The Soviet 30th Guards Rifle Corps and the 124th Rifle Corps launched a new Narva Offensive on 15 February.The resistance by units of the Sponheimer Group exhausted the Soviet army, which halted its offensive. Both sides used the pause for bringing in additional forces. The fresh SS Volunteer Grenadier Regiments 45 and 46 (1st and 2nd Estonian) accompanied by units of the "Nordland" Division destroyed the Soviet bridgeheads north of Narva by 6 March. The newly arrived 59th Army attacked westwards from the Krivasoo Swamp and encircled the strong points of the 214th Infantry Division and Estonian 658th and 659th Eastern Battalions. The resistance of the encircled units gave the German command time to move in all available forces and to stop the 59th Army units' advance.
The Soviet air force conducted an air raid, leveling the historic town of Narva on 6 March. An air and artillery shock of 100,000 shells and grenades at the "Nordland" and "Nederland" detachments in Ivangorod prepared the way for the 30th Guards Rifle Division's attack on 8 March. Simultaneous pitched battles took place north of the town, where the 14th Rifle Corps supported by the artillery of the 8th Estonian Rifle Corps attempted to re-establish a bridgehead. Regiments of the Estonian SS Division repulsed the attacks, causing great Soviet losses.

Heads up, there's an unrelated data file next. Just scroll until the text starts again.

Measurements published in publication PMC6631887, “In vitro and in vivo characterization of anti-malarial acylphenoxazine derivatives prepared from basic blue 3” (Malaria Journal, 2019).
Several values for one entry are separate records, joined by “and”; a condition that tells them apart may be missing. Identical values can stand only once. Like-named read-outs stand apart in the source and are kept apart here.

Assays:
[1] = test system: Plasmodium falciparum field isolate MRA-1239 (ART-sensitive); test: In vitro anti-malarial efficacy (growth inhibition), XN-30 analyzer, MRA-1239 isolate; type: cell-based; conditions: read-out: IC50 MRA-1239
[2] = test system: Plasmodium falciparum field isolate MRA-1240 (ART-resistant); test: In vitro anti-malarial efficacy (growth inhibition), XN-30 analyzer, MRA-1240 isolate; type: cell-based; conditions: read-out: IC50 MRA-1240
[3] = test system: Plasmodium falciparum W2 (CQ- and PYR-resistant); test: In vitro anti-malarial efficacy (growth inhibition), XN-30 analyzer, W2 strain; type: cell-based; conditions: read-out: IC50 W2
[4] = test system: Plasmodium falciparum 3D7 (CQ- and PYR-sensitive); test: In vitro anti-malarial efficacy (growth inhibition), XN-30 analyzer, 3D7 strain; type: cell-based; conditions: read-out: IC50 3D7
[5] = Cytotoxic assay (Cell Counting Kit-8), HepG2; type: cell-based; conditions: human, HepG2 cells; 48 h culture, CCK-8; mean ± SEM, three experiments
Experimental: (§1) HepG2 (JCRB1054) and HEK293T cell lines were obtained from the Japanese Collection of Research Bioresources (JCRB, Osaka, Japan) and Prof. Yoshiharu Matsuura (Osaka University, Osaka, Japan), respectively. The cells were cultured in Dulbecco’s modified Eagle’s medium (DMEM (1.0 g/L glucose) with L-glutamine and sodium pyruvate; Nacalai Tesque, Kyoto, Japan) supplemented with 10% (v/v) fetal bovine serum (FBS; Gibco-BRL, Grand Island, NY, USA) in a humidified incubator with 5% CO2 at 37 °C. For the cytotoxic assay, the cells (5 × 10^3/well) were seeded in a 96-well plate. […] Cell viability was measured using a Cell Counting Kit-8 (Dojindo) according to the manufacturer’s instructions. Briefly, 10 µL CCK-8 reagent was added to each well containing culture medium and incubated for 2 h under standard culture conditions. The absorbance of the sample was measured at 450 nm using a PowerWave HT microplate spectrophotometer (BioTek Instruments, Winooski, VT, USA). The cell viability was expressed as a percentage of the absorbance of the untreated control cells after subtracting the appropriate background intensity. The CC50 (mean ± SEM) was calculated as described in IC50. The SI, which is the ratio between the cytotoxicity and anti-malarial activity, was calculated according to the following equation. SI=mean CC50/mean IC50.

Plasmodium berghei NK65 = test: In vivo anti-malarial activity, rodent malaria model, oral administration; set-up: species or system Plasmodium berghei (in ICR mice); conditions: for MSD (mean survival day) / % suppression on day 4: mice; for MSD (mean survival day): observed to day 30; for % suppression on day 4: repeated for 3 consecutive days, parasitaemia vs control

Soviet air assaults against civilians in Estonian towns were a part of the offensive, aimed at forcing the Estonians away from supporting the German side. The Soviet Long Range Aviation branch assaulted the Estonian capital of Tallinn on the night of 8–9 March. Approximately 40% of the housing was destroyed in the city; 25,000 people were left homeless and 500 civilians were killed. The result of the air raid was the opposite of what the Soviets intended, as people felt disgusted by the Soviet atrocities; more men answered the German conscription call.
The Soviet tank attack at Auvere Station was stopped by a squadron of the 502nd Heavy Tank Battalion on 17 March. The ensuing offensive continued for another weekuntil the Soviet forces had suffered enough casualties to switch over to a defensive stance. This enabled "Narwa" to take the initiative.
The Strachwitz Battle Group annihilated the Soviet 8th Army shock troop wedge at the western end of the Krivasoo Bridgehead on 26 March. The German battle group destroyed the eastern tip of the bridgehead on 6 April. Generalmajor Hyacinth Graf Strachwitz von Groß-Zauche und Camminetz, inspired by the success, tried to eliminate the whole bridgehead but was unable to proceed due to the spring thaw that had rendered the swamp impassable for the Tiger I tanks.By the end of April, the parties had mutually exhausted their strengths. Relative calm settled on the front until late July 1944.